Achieving financial freedom isn’t an easy goal. Most people start too late and don’t understand the principles of financial discipline. They spend up to their income each month and find it impossible to put aside savings each month.
Lacking financial discipline isn’t good, but it’s a skill that can easily be learned. Once you start, you’ll get addicted to seeing you savings grow and it becomes easier and easier to live a lower spend lifestyle.
To help you get started with developing a financially conscious mindset, I’m going to give you a few tips. If you do plan on implementing some of these, please don’t do them all at once. It’s a surefire way to get burnt out and fall back to your old ways. Instead, keep them in mind and slowly begin to incorporate them into your daily thought process. Eventually they will be so ingrained that it becomes difficult not to have a financial mindset.
Focus on Input as Much as Output
Stop focusing on output (investments and growth) and learn to think about the input (budgeting and saving). Developing a solid investment plan and learning how to maximize portfolio are great things to focus your energy on. But, don’t forget the importance of spending less and living a life within your budget.
To be honest, learning how to save your money can grow your portfolio much faster than learning how to invest it properly, especially at the beginning. Learning how to budget helps you consistently have money to put aside for savings, in contrast to many volatile investment strategies.
Setting goals is the easiest way to accomplish anything. Goals serve as a constant reminder as to what you hope to achieve and help keep you focused every time you stray from the path that leads to accomplishing those goals.
The obvious question is what type of goals should you set? Well, pretty much anything you want. They don’t even have to directly relate to saving a specific amount of money. Set goals that will just help you develop the financial discipline it takes to save more money in general.
Personally, my goals are to spend <$50 a week on groceries, invest 20% of my pre-tax income in my 401k/ live off 80% and invest 20 hours a week in growing my business and income streams. Not a specific number, but they all equate to developing financial discipline and growing the amount of money I can save month over month.
If you want to take it one step further, write down a short list of your goals and stick them in places you’ll see throughout the day, like the bathroom mirror, on your computer monitor or the dash of your car.
Control Your Emotions
This is by far the biggest skill you can develop to attain a financially disciplined mindset. Ever heard about the sales strategy of evoking an emotional response? Emotions are the root of all impulse based buying and can lead you to spend money on things you don’t truly need.
Learn to reign in your emotions and make buying decisions based on rational thought processes. About to buy something expensive? Well, leave the store, go home, think about it for a day and then, if you still want it, go back and purchase it. In most cases, you’ll get home and realize it’s a waste of money and end up not making the purchase.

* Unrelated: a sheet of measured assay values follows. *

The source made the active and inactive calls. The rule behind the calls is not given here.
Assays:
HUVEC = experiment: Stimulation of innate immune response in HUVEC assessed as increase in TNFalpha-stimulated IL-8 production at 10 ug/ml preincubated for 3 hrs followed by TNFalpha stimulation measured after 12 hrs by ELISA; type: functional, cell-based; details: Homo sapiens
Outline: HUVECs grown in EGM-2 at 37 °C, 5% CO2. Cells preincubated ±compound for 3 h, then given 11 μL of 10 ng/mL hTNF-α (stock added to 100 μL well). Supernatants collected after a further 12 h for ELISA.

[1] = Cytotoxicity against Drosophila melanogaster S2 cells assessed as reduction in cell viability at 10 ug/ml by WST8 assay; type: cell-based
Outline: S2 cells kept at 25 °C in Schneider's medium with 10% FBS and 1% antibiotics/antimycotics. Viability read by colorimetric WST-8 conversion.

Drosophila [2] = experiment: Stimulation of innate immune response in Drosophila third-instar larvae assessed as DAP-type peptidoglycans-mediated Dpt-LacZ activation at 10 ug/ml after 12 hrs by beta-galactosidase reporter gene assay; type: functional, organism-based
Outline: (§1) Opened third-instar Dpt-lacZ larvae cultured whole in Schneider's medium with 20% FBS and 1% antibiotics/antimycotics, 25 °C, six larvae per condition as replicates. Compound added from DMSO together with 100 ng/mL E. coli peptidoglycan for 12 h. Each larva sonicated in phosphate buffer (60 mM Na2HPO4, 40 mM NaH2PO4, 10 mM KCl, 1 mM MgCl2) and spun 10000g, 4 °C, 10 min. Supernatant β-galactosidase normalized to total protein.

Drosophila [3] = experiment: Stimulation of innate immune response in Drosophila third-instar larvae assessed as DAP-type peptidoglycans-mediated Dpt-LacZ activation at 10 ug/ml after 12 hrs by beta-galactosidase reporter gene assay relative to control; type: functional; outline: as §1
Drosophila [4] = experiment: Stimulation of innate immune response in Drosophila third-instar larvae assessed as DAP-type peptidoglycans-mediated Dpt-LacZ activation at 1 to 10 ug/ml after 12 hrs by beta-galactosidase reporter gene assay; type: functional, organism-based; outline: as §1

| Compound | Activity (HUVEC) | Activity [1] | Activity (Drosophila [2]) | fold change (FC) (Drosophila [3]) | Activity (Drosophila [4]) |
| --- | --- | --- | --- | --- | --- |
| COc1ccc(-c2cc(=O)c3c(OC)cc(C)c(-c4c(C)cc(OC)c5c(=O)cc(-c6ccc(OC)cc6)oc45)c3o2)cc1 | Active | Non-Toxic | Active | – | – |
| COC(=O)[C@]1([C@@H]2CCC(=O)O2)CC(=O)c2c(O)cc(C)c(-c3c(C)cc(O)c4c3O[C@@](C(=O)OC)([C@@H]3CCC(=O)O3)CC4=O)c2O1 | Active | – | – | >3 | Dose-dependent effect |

Learn to Just Fuel the Machine
Food can be one of the most frivolous costs you can ever spend your money. Your body doesn’t require lavish lunches or eating out every weekend. Get in a “fuel the machine” mindset and learn that you can survive off basic foods.
One great way to develop the “fuel the machine” mindset is by focusing on your fitness. Who doesn’t dream of being in amazing shape? Develop that motivation to get a six pack and start living a healthy lifestyle. You’ll automatically want to eat out less and will naturally learn how to fuel your body without spending lavish amounts of money eating junk at restaurants.
Find a Simple Hobby
Find a simple hobby that keeps you entertained. This doesn’t have to be a free hobby. It can cost money, just not an outrageous amount.
For example, I developed a passion for rock climbing. The rock climbing gym membership cost $50 a month, a considerable sum to spend each month. But, going rock climbing early Saturday and Sunday mornings prevented me from going out on weekends and spending money on food and drinks. Find something you’re passionate about and use it to cut back on other things you waste money on.
Learn to Say No
Sometimes there isn’t any trick you can use to deceive yourself into spending less. You just need to say no. Your friends want to go to Las Vegas for the weekend? Just say no. You don’t have to be rude, but politely declining to attend certain events outside your budget can go a long way towards helping you to grow your savings.
Learning to develop a financially disciplined mindset isn’t easy. It takes time, energy and a lot of self introspection. But, at the end of the day, its a skill that needs to be developed if you truly want to achieve financial independence. Not only will it help you grow your savings, but it will put you in control of your life and how you choose to live it. No one wants to live from paycheck to paycheck, so start taking these steps today and make sure you don’t have to worry about your finances ever again.
What do you do to cut back on spending? Have some tips for keeping a financial mindset? Leave a comment and let us know!